Anthony Windebank, MD and coauthors, Mayo Clinic, Rochester, MN, evaluated the response of nerve tissue over time to an implanted biomaterial scaffold, with or without Schwann cells, at the site of a full transection spinal cord injury in rats. In the article “Positively Charged Oligo[Poly(Ethylene Glycol) Fumarate] Scaffold Implantation Results in a Permissive Lesion Environment after Spinal Cord Injury in Rat,” the authors report reduced scarring, cyst formation, and deposition of debris and protein complexes that can inhibit nerve regeneration. Seeding of Schwann cells in the scaffold channels did not have a significant effect on the lesion environment. Future research to discover therapeutic agents able to block the fibrotic response to these scaffolds could improve their ability to bridge spinal cord lesions. In their study of spinal cord transection injury in rats, Hakim et al. discovered that bare scaffold implantation–but not implantation of scaffold plus Schwann cells–temporarily enabled a ‘regeneration permissive’ environment, in which immediate scarring of the spinal cord was forestalled.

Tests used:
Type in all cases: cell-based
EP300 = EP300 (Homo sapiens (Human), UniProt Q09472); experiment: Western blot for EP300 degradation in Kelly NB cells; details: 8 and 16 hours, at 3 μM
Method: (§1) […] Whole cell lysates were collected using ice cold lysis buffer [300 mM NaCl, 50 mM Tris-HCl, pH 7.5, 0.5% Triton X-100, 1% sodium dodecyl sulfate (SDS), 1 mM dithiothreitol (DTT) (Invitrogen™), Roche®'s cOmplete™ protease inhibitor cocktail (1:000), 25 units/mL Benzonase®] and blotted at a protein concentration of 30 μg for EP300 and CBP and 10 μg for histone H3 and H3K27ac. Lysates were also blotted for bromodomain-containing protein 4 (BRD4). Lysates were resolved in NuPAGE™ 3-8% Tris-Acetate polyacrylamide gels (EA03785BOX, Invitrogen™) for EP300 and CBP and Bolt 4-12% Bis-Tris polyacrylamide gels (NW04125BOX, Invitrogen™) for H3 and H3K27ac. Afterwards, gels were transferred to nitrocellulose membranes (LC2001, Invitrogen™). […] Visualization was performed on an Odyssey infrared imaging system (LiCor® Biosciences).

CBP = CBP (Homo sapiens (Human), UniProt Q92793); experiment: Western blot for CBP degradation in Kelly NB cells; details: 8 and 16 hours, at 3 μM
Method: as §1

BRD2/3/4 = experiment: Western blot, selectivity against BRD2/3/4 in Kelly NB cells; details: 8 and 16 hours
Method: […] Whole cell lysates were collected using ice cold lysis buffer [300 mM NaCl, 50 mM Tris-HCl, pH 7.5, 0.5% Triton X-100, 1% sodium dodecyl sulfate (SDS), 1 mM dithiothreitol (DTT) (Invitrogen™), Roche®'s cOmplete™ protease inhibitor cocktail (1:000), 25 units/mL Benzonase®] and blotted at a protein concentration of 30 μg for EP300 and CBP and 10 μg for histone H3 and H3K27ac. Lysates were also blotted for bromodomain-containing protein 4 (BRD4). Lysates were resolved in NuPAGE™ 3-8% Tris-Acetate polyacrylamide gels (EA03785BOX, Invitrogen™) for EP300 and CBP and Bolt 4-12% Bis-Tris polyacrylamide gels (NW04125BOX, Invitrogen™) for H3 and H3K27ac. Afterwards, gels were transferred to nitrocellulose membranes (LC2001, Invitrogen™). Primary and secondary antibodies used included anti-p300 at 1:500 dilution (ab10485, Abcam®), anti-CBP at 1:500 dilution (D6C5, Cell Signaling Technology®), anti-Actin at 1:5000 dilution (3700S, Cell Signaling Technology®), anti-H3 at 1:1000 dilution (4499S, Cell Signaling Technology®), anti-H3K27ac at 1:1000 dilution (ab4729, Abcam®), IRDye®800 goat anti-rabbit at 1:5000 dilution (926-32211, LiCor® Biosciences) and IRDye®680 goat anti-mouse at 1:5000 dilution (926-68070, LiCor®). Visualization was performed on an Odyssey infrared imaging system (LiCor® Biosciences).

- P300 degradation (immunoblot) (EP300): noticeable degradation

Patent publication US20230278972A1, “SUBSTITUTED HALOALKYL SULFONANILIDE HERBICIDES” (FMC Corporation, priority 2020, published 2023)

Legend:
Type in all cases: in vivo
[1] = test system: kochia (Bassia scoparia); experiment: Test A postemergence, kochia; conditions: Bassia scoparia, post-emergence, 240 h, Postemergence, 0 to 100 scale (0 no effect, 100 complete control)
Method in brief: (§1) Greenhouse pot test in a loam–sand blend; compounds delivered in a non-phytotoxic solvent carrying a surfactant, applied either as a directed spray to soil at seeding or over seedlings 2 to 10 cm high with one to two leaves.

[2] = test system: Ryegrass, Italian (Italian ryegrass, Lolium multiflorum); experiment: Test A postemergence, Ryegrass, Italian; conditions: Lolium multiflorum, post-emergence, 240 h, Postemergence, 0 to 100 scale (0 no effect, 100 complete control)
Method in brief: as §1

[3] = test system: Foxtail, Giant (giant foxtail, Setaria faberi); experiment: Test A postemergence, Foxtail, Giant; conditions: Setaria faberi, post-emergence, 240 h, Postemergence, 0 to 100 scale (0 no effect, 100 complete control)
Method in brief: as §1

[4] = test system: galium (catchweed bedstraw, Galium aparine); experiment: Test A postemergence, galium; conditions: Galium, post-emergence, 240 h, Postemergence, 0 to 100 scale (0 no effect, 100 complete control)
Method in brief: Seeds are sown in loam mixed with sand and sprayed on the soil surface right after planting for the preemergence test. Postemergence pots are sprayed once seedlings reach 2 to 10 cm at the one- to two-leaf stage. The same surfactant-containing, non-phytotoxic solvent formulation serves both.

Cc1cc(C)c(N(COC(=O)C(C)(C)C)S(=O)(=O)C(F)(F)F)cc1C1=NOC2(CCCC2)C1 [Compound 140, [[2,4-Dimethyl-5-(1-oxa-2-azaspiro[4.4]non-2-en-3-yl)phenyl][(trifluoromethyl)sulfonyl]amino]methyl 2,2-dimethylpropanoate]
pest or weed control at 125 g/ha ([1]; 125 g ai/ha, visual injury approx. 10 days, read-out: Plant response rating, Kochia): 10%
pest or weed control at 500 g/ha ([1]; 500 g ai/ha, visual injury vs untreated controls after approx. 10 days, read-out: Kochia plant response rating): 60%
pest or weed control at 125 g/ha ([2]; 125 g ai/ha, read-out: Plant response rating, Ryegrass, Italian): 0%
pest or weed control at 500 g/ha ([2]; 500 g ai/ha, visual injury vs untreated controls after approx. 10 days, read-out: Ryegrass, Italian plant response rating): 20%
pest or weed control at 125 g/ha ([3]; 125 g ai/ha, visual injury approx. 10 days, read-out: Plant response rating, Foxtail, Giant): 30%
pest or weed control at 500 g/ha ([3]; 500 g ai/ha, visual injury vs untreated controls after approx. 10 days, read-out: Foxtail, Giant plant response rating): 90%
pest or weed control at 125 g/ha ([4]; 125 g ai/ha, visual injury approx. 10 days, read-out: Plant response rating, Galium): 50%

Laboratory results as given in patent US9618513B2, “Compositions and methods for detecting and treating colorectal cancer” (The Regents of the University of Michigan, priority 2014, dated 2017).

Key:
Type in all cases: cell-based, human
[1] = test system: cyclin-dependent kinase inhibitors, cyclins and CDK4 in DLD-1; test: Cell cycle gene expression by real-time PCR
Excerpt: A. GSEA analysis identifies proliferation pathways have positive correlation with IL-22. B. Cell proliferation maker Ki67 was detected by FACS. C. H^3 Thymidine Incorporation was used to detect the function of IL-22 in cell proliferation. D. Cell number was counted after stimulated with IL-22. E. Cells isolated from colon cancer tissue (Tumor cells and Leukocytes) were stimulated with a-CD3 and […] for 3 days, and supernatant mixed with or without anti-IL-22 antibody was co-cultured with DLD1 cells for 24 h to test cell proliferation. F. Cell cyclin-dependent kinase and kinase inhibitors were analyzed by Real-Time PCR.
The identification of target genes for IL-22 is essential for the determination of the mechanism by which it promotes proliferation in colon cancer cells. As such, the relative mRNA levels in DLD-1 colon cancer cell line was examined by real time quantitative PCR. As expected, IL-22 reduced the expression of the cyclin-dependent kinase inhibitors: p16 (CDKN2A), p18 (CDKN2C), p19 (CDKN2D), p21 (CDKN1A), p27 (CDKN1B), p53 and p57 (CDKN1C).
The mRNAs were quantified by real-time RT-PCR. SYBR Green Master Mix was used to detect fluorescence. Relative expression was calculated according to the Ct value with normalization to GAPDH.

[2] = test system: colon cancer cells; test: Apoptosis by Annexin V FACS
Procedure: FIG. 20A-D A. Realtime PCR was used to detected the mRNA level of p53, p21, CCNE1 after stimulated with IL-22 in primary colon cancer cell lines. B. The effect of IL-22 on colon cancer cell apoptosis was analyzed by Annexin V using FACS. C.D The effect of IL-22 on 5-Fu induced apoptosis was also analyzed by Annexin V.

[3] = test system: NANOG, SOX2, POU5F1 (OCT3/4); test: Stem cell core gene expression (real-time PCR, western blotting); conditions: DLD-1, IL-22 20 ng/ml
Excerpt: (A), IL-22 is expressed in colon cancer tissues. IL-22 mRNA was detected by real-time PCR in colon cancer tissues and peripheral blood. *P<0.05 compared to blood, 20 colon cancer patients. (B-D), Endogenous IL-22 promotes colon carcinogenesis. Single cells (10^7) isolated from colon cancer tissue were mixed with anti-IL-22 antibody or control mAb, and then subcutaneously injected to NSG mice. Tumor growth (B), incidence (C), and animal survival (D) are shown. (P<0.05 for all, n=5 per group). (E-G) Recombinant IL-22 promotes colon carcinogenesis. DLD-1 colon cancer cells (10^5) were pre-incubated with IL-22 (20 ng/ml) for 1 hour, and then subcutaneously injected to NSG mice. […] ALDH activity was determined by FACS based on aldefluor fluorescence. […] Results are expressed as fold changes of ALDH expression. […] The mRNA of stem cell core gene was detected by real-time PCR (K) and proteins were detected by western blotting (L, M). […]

The full article can be accessed for free until August 9th, 2015 on the Tissue Engineering website and the link below.
This work was supported by grants from the NIH (EB02390, UL1TR000135), and the Morton, Kipnis, and Mayo Foundations (AJW).